State relies on oil train operators to self-report

Capital New York | August 8, 2014 | Column by Scott Waldman

ALBANY—The state does not independently monitor how much crude oil train operators transport through New York each day, instead allowing them to self-report the total, officials at three state agencies said.

Oil trains in Albany. (AP Photo/Mike Groll)

CSX and Canadian Pacific transport the crude through western New York and down from the North Country on a daily basis.

Though it does not monitor how much is transported, the state does inspect the trains and crude offloading facilities at the Port of Albany, the state officials said.

"We have to rely on the railroad—we have to hope they're telling us the truth," state Homeland Security commissioner Jerome Hauer said.

Hauer said he does not know of any state that counts the amount of oil coming in to its borders. He said the state has video cameras monitoring the trains, but they are not constantly monitoring and operate more like security cameras that can be reviewed after an incident occurs. New York can also now track train locations, he said. 

But monitoring the flow of oil into the state will take an order from Washington, Hauer said. Rail operators, he said, should share greater access to their computers, including the systems that track trains. However, Hauer said, state governments can't force them to share that information and railroads and crude offloading facilities are often resistant to increased oversight.

Two operators at the Port of Albany, Global Partners and Buckeye Partners, have state permission to bring in up to 2.8 billion gallons of crude oil every year. There is no mechanism to independently verify that they are bringing in that amount, according to three state agencies. CSX and Canadian Pacific transport the oil for Global Partners and Buckeye Partners.

Hauer said rail companies could establish a sort of bar code system on train cars that allow them to be tracked more easily.

The companies involved did not immediately return calls for comment on Thursday.

Neither the state Department of Environmental Conservation, the state Department of Transportation nor Hauer's Division of Homeland Security and Emergency Services tracks the trains, spokespeople with those agencies acknowledged.

The company that brings in most of the crude through New York—Global Partners of Waltham, Massachusetts—has been fined elsewhere for misrepresenting the amount of oil it transports. Earlier this year, Global was cited by Oregon regulators for moving 297 million gallons of oil between December 2012 and November 2013 even though its permit allowed it to move just 50 million gallons.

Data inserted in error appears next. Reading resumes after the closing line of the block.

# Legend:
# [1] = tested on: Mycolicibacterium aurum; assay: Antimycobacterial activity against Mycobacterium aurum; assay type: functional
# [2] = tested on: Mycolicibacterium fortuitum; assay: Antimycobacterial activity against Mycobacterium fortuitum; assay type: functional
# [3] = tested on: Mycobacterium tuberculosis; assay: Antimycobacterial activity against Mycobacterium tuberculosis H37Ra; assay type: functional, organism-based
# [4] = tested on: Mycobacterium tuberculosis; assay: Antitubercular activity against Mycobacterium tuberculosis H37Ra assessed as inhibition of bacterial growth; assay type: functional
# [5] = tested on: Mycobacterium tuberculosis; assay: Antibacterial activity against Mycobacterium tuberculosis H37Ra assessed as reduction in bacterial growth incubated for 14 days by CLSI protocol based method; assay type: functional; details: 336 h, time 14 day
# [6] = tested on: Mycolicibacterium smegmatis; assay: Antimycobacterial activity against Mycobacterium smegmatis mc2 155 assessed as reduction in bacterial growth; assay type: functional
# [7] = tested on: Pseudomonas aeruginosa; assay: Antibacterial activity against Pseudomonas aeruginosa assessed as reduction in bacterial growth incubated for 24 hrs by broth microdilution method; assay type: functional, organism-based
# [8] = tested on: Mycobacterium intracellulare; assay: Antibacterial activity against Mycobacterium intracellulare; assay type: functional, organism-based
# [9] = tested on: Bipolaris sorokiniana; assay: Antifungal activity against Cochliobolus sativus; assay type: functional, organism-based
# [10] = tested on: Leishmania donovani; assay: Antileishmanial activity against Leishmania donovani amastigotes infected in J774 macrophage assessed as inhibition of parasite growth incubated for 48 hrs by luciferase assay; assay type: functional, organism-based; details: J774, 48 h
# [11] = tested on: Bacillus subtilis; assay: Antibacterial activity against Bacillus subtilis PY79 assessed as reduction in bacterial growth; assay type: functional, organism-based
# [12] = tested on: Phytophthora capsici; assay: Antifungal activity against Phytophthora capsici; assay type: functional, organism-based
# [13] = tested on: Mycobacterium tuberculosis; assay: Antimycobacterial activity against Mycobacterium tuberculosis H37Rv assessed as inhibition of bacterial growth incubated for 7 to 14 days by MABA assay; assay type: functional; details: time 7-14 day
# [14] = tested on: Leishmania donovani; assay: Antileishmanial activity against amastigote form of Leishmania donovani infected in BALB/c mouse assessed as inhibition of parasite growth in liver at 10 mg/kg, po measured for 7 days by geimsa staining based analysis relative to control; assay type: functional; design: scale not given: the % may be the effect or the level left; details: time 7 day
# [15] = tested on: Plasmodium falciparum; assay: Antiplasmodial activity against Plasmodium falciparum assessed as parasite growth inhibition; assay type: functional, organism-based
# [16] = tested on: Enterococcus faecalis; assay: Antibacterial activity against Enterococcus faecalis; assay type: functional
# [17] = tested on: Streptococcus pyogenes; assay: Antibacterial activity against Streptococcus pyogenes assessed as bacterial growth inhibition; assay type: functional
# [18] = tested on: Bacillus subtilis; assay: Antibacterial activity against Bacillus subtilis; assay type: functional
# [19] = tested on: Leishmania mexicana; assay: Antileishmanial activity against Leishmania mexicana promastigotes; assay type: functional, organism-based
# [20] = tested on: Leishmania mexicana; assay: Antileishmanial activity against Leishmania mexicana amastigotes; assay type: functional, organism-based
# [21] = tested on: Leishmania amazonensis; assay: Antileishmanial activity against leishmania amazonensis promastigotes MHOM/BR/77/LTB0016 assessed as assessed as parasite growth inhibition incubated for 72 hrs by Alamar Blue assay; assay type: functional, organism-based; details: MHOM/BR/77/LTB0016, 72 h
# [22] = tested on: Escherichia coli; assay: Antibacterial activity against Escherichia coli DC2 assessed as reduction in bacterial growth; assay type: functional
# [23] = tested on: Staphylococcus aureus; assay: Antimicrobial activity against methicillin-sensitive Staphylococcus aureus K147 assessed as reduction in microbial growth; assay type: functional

Federal and state agencies have struggled to keep up with the tremendous growth of transporting oil by rail. In 2008, there were fewer than 10,000 carloads of crude moved on the nation's rail system, but that jumped to almost 450,000 last year, according to the Association of American Railroads.

“We just have to realize we're trying to live without a government here,” said Fred Millar, an independent rail consultant. “Our government is so badly under-resourced.”

Global has been investing in infrastructure in the Bakken shale region of North Dakota, which will allow it to load crude oil more quickly. The amount of money Global and Buckeye pay into New York's oil spill fund is also based on the amount they report bringing in. State officials do not independently verify those amounts.

After tougher federal laws were enacted to require rail companies to report the routes they were using to transport the oil, CSX recently reported it was moving up to 35 trains of crude a week, most carrying more than 100 cars. Canadian Pacific reported it was moving up to nine trains, state records show.

Anti-oil train activists in some communities, including Albany, have set up cameras to count trains to begin monitoring whether rail operators are reporting their numbers accurately. Oil tanker cars are sometimes included onto freight trains carrying other goods, and those have been much harder to track.

Millar, who consults with local companies around the country, said states don't have resources to monitor all of the trains. But he said rail operators have that information at their fingertips and could easily share it with state officials.

That is unlikely to happen without intervention from Washington.

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PAUSE, People of Albany United for Safe Energy
PAUSE is a grassroots group of individuals who have come together to promote safe, sustainable energy and fight for environmental justice. We engage the greater public to stop the fossil fuel industry’s assault on the people of Albany and our environment.